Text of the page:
Use this URL to cite or link to this record in EThOS: http://ethos.bl.uk/OrderDetails.do?uin=uk.bl.ethos.594324
Title: Variational approximate inference in latent linear models
Author: Challis, E. A. L.
Awarding Body: University College London (University of London)
Current Institution: University College London (University of London)
Date of Award: 2013
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Abstract:
Latent linear models are core to much of machine learning and statistics. Specific examples of this model class include Bayesian generalised linear models, Gaussian process regression models and unsupervised latent linear models such as factor analysis and principal components analysis. In general, exact inference in this model class is computationally and analytically intractable. Approximations are thus required. In this thesis we consider deterministic approximate inference methods based on minimising the Kullback-Leibler (KL) divergence between a given target density and an approximating `variational' density. First we consider Gaussian KL (G-KL) approximate inference methods where the approximating variational density is a multivariate Gaussian. Regarding this procedure we make a number of novel contributions: sufficient conditions for which the G-KL objective is differentiable and convex are described, constrained parameterisations of Gaussian covariance that make G-KL methods fast and scalable are presented, the G-KL lower-bound to the target density's normalisation constant is proven to dominate those provided by local variational bounding methods. We also discuss complexity and model applicability issues of G-KL and other Gaussian approximate inference methods. To numerically validate our approach we present results comparing the performance of G-KL and other deterministic Gaussian approximate inference methods across a range of latent linear model inference problems. Second we present a new method to perform KL variational inference for a broad class of approximating variational densities. Specifically, we construct the variational density as an affine transformation of independently distributed latent random variables. The method we develop extends the known class of tractable variational approximations for which the KL divergence can be computed and optimised and enables more accurate approximations of non-Gaussian target densities to be obtained.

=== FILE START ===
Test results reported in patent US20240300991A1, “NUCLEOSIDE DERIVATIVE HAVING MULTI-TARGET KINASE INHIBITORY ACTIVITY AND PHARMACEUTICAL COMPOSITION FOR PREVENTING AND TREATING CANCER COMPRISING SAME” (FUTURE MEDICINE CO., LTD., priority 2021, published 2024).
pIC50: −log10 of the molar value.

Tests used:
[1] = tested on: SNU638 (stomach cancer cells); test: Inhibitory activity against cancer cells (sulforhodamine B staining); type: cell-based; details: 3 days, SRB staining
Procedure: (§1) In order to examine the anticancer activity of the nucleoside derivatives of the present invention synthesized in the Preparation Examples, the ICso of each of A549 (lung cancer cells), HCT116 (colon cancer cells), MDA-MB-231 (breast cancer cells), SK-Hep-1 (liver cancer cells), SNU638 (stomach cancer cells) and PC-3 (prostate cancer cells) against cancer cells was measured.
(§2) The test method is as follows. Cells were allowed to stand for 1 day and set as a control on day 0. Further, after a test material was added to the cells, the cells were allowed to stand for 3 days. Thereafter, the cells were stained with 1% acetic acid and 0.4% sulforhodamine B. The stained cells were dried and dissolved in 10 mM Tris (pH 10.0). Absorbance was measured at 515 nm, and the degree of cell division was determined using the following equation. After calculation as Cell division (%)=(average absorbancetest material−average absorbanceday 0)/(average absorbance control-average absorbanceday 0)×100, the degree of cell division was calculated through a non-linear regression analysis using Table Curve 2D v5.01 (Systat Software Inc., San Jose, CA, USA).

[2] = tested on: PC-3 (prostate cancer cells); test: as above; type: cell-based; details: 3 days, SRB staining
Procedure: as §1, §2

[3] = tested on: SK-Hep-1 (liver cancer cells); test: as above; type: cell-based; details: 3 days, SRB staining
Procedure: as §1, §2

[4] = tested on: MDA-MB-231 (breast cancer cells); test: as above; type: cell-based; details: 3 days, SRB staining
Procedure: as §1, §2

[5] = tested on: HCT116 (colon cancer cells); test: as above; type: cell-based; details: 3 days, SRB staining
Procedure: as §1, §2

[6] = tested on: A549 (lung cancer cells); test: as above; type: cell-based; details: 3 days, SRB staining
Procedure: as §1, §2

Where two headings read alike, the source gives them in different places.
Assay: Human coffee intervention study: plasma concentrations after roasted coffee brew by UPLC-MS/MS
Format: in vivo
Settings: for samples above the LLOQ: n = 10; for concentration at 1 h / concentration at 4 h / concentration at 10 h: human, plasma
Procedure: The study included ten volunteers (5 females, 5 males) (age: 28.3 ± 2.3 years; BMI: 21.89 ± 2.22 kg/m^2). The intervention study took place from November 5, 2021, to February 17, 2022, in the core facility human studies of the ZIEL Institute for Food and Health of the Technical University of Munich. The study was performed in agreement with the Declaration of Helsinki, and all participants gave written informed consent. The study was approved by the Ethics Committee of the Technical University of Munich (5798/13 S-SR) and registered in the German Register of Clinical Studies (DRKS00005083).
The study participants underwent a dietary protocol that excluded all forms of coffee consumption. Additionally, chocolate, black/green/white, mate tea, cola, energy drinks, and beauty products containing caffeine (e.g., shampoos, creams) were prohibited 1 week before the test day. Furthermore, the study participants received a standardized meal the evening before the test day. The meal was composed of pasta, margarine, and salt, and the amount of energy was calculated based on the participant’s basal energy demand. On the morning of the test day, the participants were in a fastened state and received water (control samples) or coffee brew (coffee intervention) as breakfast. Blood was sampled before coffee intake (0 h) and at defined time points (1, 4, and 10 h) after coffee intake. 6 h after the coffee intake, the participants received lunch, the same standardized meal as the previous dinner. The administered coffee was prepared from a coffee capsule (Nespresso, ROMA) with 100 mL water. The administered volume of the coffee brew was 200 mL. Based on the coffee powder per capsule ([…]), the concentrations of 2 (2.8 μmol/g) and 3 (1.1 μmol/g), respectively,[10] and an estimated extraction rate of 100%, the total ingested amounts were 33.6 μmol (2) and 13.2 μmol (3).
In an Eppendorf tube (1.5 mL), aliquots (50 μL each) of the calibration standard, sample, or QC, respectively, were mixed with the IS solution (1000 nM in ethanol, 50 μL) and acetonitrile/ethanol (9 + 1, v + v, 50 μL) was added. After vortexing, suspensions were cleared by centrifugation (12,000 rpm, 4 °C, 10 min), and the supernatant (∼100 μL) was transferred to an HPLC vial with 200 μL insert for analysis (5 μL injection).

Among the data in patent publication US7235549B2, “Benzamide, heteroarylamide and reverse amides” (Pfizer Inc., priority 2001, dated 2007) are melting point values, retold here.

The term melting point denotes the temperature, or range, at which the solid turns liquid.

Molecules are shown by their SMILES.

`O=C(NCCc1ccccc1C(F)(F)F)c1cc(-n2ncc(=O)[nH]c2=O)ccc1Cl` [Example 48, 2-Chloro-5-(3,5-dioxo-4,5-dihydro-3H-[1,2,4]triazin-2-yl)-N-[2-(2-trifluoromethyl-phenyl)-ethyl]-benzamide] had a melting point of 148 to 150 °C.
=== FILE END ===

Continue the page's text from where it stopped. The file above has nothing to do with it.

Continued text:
Supervisor: Not available Sponsor: Not available
Qualification Name: Thesis (Ph.D.) Qualification Level: Doctoral
EThOS ID: uk.bl.ethos.594324  DOI: Not available
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